On 6 February 2020, the U.S. Department of the Treasury (“Treasury”) issued their 2020 National Strategy for Combating Terrorist and Other Illicit Financing (“2020 Strategy”). According to Treasury, the “2020 Strategy identifies key threats, vulnerabilities, and priorities for disrupting and preventing illicit finance activities within and transiting the U.S. financial system, and builds upon and updates the 2018 National Strategy for Combating Terrorist and Other Illicit Financing, pursuant to the Countering America’s Adversaries Through Sanctions Act of 2017 (CAATSA).” It is arguably, its own “state of the union” for the U.S. financial system.
The 2020 Strategy builds on the 2018 National Strategy for Combating Terrorist and Other Illicit Financing (“2018 Strategy”) and its three supporting national risk – or threat – assessments on money laundering, terrorist financing, and proliferation financing. It is structured to cover the key aspects of its proposed reform or “whole-of government approach” as Secretary Mnuchin explained in his Thursday press release. The 2020 Strategy is broken into two parts. The first part provides background on the threats to and vulnerabilities of the U.S. financial system to illicit funds. The vulnerabilities are a combination of the usual suspects (i.e. correspondent banking, cash, money service businesses) and specific deficiencies highlighted in the U.S.’s 2016 Financial Action Task Force (“FATF”) Mutual Evaluation Report (“MER”).
Notably is the absence of beneficial ownership requirements at company formation in the U.S. financial system. In 2018, FinCEN attempted to address an aspect of this vulnerability with the Customer Due Diligence (“CDD”) rule requiring – among other things – that covered financial institutions identify and verify the beneficial owners of their customers at account openings and at designated, risk-based, intervals thereafter. While the CDD rule is a step in the right direction, it does not address the information gap surrounding companies that are formed and may not conduct business through a covered financial institution. Since this deficiency is largely attributable to the United States’ failing grade in their 2016 MER, Congress took their own step with the introduction of the Corporate Transparency Act.
The Corporate Transparency Act will – among other things – “require certain new and existing small corporations and limited liability companies to disclose information about their beneficial owners. A beneficial owner [being defined as] an individual who (1) exercises substantial control over a corporation or limited liability company, (2) owns 25% or more of the interest in a corporation or limited liability company, or (3) receives substantial economic benefits from the assets of a corporation or limited liability company.” By the end of the 2019, the Bill had been passed in the House of Representatives, it has now moved to the Senate where it awaits debate and a vote.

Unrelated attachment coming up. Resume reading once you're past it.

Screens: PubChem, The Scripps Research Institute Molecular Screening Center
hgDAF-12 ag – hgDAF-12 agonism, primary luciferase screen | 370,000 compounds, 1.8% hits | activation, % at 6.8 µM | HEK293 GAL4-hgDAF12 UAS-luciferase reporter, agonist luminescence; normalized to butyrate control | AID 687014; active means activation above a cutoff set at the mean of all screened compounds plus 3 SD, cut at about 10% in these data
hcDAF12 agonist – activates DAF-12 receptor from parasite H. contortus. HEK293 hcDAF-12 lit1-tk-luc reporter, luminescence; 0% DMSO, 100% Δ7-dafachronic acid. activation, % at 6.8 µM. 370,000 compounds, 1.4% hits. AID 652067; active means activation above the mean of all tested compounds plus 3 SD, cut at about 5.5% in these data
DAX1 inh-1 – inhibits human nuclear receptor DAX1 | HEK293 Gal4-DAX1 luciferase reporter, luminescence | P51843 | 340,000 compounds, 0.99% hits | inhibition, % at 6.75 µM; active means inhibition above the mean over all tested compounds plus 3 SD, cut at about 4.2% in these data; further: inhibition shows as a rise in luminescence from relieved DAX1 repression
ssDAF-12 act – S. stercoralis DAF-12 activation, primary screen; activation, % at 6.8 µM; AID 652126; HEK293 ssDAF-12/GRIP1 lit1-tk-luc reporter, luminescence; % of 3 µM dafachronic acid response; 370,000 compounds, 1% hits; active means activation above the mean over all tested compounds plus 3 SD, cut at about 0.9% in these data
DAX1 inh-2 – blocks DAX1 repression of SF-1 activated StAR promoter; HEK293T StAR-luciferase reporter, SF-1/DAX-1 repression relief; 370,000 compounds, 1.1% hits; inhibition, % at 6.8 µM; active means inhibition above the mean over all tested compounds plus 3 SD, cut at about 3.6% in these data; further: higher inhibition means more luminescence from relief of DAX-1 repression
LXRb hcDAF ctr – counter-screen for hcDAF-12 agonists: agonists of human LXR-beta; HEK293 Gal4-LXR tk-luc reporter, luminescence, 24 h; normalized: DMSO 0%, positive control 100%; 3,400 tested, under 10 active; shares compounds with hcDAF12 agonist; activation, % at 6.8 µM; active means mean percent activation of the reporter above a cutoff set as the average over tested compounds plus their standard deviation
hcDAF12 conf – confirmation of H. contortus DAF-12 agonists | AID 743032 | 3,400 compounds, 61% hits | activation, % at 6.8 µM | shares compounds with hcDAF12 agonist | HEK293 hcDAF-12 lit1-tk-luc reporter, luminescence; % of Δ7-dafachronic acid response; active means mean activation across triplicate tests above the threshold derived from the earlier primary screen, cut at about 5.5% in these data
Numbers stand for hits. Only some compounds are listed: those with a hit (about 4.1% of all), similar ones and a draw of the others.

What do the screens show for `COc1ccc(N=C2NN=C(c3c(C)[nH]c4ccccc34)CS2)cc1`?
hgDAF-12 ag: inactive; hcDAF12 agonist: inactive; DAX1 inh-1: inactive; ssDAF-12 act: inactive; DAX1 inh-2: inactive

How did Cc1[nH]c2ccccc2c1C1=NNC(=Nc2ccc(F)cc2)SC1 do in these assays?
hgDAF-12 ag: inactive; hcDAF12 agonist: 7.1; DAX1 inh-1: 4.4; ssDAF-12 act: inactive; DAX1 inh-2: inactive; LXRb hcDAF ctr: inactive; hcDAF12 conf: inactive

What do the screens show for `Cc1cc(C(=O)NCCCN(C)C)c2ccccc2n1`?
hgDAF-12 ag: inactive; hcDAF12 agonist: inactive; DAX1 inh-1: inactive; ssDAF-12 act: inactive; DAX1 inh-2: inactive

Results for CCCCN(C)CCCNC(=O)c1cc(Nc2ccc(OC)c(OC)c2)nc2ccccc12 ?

In the second part of the 2020 strategy, Treasury discusses in detail the manner in which they propose to strengthening the U.S. AML/CFT Framework. Simply, the U.S. government will pursue three key priorities:
- Modernize the legal framework to increase transparency and close regulatory gaps;
- Continue to improve the efficiency and effectiveness of our regulatory framework for financial institutions; and
- Enhance current AML/CFT operational framework.
Throughout the last sixteen pages of the 2020 strategy, Treasury details the road map for the “whole-of government” approach that will help ensure the success of the three key priorities. For the first priority, the Government will focus on closing the beneficial ownership gap and tightening regulation for real estate, designated non-financial businesses and professions (i.e. investment advisers and attorneys), and digital assets.
To improve effectiveness of regulation, the Government aims to focus on reporting obligations, risk-based supervision, and encourage responsible innovation for the prevention and detection of the three threats. Finally, under the third priority, Treasury proposes success through the improved communication, expanded use of AI and data, organize more targeted prevention tactics, boost public-private partnerships (i.e. 314(a) and 314(b) type models), and continue to encourage international cooperation in the anti-money laundering and counter-terrorism financing fight.
As the 50th anniversary of the Bank Secrecy Act of 1970, the United States’ first AML/CFT law approaches, the U.S. financial system is due an update that will ensure regulators are equipped to tackle the challenges on the 21st century.
“These are all vulnerabilities that reflect certain gaps in law…that need to be addressed,” said an administration official in a briefing call on the report. “We are, over the coming year, going to work on a bipartisan basis with Congress and with the private sector to undertake mitigation measures across the full spectrum of the topics that are covered in our strategy.”